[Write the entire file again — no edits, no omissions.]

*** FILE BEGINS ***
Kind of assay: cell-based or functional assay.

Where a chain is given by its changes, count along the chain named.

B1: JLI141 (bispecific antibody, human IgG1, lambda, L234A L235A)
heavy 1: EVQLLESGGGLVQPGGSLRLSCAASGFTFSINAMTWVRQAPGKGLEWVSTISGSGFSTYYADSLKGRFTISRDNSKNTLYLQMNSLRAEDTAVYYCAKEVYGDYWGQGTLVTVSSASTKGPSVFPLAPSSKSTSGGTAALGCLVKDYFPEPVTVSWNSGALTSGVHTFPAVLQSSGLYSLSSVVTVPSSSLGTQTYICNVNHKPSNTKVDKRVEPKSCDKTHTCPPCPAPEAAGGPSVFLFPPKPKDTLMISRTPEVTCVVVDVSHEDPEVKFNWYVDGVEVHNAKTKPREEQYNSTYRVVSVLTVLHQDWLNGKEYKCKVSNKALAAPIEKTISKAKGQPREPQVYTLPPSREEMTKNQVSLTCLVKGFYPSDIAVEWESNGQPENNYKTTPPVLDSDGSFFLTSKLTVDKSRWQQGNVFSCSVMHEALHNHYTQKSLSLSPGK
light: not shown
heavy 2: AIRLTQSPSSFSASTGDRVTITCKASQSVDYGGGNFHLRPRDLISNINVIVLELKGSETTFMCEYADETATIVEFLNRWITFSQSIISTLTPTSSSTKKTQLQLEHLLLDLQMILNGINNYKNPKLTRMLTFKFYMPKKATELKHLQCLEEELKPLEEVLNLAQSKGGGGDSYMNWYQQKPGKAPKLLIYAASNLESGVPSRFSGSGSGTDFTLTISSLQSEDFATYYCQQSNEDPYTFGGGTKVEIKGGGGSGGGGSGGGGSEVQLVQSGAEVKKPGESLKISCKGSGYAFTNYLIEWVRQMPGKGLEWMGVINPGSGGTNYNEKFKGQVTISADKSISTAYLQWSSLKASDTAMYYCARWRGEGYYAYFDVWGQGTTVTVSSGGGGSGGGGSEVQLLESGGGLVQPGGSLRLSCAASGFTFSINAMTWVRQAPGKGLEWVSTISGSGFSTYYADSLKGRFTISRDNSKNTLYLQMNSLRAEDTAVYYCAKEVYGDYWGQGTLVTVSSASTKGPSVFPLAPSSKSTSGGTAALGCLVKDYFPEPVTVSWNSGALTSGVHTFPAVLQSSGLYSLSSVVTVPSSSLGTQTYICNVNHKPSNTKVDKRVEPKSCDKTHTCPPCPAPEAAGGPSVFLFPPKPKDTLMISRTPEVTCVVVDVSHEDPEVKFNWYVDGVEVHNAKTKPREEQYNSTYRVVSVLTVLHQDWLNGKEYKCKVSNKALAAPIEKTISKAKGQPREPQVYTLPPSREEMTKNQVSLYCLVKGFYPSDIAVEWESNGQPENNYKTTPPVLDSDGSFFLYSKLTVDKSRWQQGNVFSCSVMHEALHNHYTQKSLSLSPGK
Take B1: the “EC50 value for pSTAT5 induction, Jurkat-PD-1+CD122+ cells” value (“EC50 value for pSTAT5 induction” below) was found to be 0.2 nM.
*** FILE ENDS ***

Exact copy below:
Kind of assay: cell-based or functional assay.

Where a chain is given by its changes, count along the chain named.

B1: JLI141 (bispecific antibody, human IgG1, lambda, L234A L235A)
heavy 1: EVQLLESGGGLVQPGGSLRLSCAASGFTFSINAMTWVRQAPGKGLEWVSTISGSGFSTYYADSLKGRFTISRDNSKNTLYLQMNSLRAEDTAVYYCAKEVYGDYWGQGTLVTVSSASTKGPSVFPLAPSSKSTSGGTAALGCLVKDYFPEPVTVSWNSGALTSGVHTFPAVLQSSGLYSLSSVVTVPSSSLGTQTYICNVNHKPSNTKVDKRVEPKSCDKTHTCPPCPAPEAAGGPSVFLFPPKPKDTLMISRTPEVTCVVVDVSHEDPEVKFNWYVDGVEVHNAKTKPREEQYNSTYRVVSVLTVLHQDWLNGKEYKCKVSNKALAAPIEKTISKAKGQPREPQVYTLPPSREEMTKNQVSLTCLVKGFYPSDIAVEWESNGQPENNYKTTPPVLDSDGSFFLTSKLTVDKSRWQQGNVFSCSVMHEALHNHYTQKSLSLSPGK
light: not shown
heavy 2: AIRLTQSPSSFSASTGDRVTITCKASQSVDYGGGNFHLRPRDLISNINVIVLELKGSETTFMCEYADETATIVEFLNRWITFSQSIISTLTPTSSSTKKTQLQLEHLLLDLQMILNGINNYKNPKLTRMLTFKFYMPKKATELKHLQCLEEELKPLEEVLNLAQSKGGGGDSYMNWYQQKPGKAPKLLIYAASNLESGVPSRFSGSGSGTDFTLTISSLQSEDFATYYCQQSNEDPYTFGGGTKVEIKGGGGSGGGGSGGGGSEVQLVQSGAEVKKPGESLKISCKGSGYAFTNYLIEWVRQMPGKGLEWMGVINPGSGGTNYNEKFKGQVTISADKSISTAYLQWSSLKASDTAMYYCARWRGEGYYAYFDVWGQGTTVTVSSGGGGSGGGGSEVQLLESGGGLVQPGGSLRLSCAASGFTFSINAMTWVRQAPGKGLEWVSTISGSGFSTYYADSLKGRFTISRDNSKNTLYLQMNSLRAEDTAVYYCAKEVYGDYWGQGTLVTVSSASTKGPSVFPLAPSSKSTSGGTAALGCLVKDYFPEPVTVSWNSGALTSGVHTFPAVLQSSGLYSLSSVVTVPSSSLGTQTYICNVNHKPSNTKVDKRVEPKSCDKTHTCPPCPAPEAAGGPSVFLFPPKPKDTLMISRTPEVTCVVVDVSHEDPEVKFNWYVDGVEVHNAKTKPREEQYNSTYRVVSVLTVLHQDWLNGKEYKCKVSNKALAAPIEKTISKAKGQPREPQVYTLPPSREEMTKNQVSLYCLVKGFYPSDIAVEWESNGQPENNYKTTPPVLDSDGSFFLYSKLTVDKSRWQQGNVFSCSVMHEALHNHYTQKSLSLSPGK
Take B1: the “EC50 value for pSTAT5 induction, Jurkat-PD-1+CD122+ cells” value (“EC50 value for pSTAT5 induction” below) was found to be 0.2 nM.